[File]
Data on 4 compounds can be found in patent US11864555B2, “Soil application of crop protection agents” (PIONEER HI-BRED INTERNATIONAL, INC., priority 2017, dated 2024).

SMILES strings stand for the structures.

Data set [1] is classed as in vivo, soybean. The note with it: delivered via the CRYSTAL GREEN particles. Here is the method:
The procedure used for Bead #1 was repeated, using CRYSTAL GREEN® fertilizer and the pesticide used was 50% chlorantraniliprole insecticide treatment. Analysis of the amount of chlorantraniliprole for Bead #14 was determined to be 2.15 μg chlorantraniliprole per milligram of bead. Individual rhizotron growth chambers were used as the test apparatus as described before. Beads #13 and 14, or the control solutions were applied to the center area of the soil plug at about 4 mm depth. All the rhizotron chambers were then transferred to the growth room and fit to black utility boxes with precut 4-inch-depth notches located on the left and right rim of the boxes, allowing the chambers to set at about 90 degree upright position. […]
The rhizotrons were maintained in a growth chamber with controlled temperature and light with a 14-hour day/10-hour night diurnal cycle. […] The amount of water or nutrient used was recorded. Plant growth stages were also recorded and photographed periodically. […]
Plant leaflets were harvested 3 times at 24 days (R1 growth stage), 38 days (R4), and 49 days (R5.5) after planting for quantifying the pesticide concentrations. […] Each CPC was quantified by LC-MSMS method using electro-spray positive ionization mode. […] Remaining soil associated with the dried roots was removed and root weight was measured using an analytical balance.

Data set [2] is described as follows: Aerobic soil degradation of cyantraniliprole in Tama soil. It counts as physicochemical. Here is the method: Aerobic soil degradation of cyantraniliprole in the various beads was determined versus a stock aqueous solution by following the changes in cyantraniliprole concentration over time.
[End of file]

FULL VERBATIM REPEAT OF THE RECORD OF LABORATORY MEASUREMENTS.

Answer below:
Data on 4 compounds can be found in patent US11864555B2, “Soil application of crop protection agents” (PIONEER HI-BRED INTERNATIONAL, INC., priority 2017, dated 2024).

SMILES strings stand for the structures.

Data set [1] is classed as in vivo, soybean. The note with it: delivered via the CRYSTAL GREEN particles. Here is the method:
The procedure used for Bead #1 was repeated, using CRYSTAL GREEN® fertilizer and the pesticide used was 50% chlorantraniliprole insecticide treatment. Analysis of the amount of chlorantraniliprole for Bead #14 was determined to be 2.15 μg chlorantraniliprole per milligram of bead. Individual rhizotron growth chambers were used as the test apparatus as described before. Beads #13 and 14, or the control solutions were applied to the center area of the soil plug at about 4 mm depth. All the rhizotron chambers were then transferred to the growth room and fit to black utility boxes with precut 4-inch-depth notches located on the left and right rim of the boxes, allowing the chambers to set at about 90 degree upright position. […]
The rhizotrons were maintained in a growth chamber with controlled temperature and light with a 14-hour day/10-hour night diurnal cycle. […] The amount of water or nutrient used was recorded. Plant growth stages were also recorded and photographed periodically. […]
Plant leaflets were harvested 3 times at 24 days (R1 growth stage), 38 days (R4), and 49 days (R5.5) after planting for quantifying the pesticide concentrations. […] Each CPC was quantified by LC-MSMS method using electro-spray positive ionization mode. […] Remaining soil associated with the dried roots was removed and root weight was measured using an analytical balance.

Data set [2] is described as follows: Aerobic soil degradation of cyantraniliprole in Tama soil. It counts as physicochemical. Here is the method: Aerobic soil degradation of cyantraniliprole in the various beads was determined versus a stock aqueous solution by following the changes in cyantraniliprole concentration over time.